Predicting Community Smells' Occurrence on Individual Developers by Sentiments

Zijie Huang, Zhiqing Shao, Guisheng Fan, Jianhua Gao, Ziyi Zhou, Kang Yang, Xingguang Yang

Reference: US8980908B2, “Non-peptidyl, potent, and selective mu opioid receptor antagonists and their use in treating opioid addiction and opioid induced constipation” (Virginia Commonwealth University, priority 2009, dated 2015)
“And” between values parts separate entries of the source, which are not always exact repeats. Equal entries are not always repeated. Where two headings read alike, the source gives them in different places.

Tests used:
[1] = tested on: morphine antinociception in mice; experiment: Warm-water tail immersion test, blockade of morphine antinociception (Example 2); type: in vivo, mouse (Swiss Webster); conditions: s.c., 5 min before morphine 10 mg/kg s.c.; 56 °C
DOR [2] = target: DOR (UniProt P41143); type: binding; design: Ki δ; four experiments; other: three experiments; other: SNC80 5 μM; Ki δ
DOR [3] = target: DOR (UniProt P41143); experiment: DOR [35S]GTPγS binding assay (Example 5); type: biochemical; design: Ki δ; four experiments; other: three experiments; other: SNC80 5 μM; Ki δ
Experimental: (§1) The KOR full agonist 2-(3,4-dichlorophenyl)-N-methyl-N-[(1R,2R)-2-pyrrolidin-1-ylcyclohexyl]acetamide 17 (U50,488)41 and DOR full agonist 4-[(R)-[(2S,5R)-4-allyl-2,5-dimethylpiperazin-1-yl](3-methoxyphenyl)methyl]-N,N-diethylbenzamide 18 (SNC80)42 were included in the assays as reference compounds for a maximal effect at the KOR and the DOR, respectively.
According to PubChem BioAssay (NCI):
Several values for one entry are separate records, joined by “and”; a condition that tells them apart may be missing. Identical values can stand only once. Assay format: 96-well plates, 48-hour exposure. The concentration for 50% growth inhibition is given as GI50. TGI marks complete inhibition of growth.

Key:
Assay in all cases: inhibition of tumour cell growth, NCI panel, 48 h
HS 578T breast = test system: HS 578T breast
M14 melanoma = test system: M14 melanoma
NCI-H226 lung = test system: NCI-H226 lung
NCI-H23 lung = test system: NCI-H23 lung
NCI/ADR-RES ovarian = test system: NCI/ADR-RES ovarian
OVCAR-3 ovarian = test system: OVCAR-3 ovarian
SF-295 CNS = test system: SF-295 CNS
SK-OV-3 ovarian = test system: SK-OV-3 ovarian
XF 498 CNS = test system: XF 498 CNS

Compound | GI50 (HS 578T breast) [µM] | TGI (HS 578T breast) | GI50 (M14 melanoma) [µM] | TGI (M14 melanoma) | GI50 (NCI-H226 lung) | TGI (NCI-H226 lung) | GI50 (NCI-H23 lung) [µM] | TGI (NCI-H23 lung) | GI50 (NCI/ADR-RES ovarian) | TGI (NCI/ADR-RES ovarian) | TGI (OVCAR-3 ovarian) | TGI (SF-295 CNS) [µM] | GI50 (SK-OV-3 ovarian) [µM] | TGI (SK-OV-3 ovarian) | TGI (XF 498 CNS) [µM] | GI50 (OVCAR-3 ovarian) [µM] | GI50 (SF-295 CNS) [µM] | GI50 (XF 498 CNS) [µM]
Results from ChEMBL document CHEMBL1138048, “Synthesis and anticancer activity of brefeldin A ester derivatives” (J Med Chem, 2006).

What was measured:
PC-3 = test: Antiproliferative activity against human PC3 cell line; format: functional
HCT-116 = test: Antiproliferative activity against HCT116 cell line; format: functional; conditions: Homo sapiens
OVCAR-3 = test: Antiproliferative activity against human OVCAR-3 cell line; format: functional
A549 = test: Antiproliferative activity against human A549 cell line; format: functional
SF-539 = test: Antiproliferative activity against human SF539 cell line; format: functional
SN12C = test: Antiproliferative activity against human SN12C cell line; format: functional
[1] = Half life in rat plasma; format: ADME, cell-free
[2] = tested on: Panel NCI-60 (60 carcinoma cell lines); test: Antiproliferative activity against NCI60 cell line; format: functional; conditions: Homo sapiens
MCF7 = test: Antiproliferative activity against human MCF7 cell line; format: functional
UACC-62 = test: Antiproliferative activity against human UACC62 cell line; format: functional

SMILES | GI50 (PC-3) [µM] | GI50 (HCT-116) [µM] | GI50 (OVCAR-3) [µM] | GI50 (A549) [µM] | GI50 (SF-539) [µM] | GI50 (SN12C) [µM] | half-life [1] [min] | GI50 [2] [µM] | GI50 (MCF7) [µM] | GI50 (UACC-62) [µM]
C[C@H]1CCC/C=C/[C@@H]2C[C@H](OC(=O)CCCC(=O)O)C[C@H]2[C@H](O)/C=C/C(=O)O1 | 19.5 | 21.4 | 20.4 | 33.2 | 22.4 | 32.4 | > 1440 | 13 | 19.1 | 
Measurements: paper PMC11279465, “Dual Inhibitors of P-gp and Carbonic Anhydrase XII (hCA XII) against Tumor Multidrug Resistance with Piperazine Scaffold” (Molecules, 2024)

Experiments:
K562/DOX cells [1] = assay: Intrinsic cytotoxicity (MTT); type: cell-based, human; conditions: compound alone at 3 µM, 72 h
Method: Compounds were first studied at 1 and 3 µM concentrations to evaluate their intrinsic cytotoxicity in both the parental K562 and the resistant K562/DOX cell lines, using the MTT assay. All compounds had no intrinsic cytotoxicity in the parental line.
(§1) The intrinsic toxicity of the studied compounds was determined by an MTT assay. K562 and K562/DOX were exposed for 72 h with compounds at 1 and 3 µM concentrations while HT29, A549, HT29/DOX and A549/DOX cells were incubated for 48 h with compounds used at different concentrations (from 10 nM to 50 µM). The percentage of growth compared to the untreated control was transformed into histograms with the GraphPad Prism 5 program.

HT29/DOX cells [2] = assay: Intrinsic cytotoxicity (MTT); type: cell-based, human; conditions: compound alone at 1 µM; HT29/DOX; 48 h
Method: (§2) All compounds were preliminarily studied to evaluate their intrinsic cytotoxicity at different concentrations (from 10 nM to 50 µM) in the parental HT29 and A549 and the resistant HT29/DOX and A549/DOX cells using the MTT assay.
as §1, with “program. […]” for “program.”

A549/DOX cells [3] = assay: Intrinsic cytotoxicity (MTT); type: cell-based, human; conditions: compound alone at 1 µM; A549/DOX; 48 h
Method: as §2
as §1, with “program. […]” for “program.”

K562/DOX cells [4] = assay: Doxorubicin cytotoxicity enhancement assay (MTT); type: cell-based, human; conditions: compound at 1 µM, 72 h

Community smells appear in sub-optimal software development community structures, causing unforeseen additional project costs, e.g., lower productivity and more technical debt. Previous studies analyzed and predicted community smells in the granularity of community sub-groups using socio-technical factors. However, refactoring such smells requires the effort of developers individually. To eliminate them, supportive measures for every developer should be constructed according to their motifs and working states. Recent work revealed developers' personalities could influence community smells' variation, and their sentiments could impact productivity. Thus, sentiments could be evaluated to predict community smells' occurrence on them. To this aim, this paper builds a developer-oriented and sentiment-aware community smell prediction model considering 3 smells such as Organizational Silo, Lone Wolf, and Bottleneck. Furthermore, it also predicts if a developer quitted the community after being affected by any smell. The proposed model achieves cross- and within-project prediction F-Measure ranging from 76% to 93%. Research also reveals 6 sentimental features having stronger predictive power compared with activeness metrics. Imperative and indicative expressions, politeness, and several emotions are the most powerful predictors. Finally, we test statistically the mean and distribution of sentimental features. Based on our findings, we suggest developers should communicate in a straightforward and polite way.

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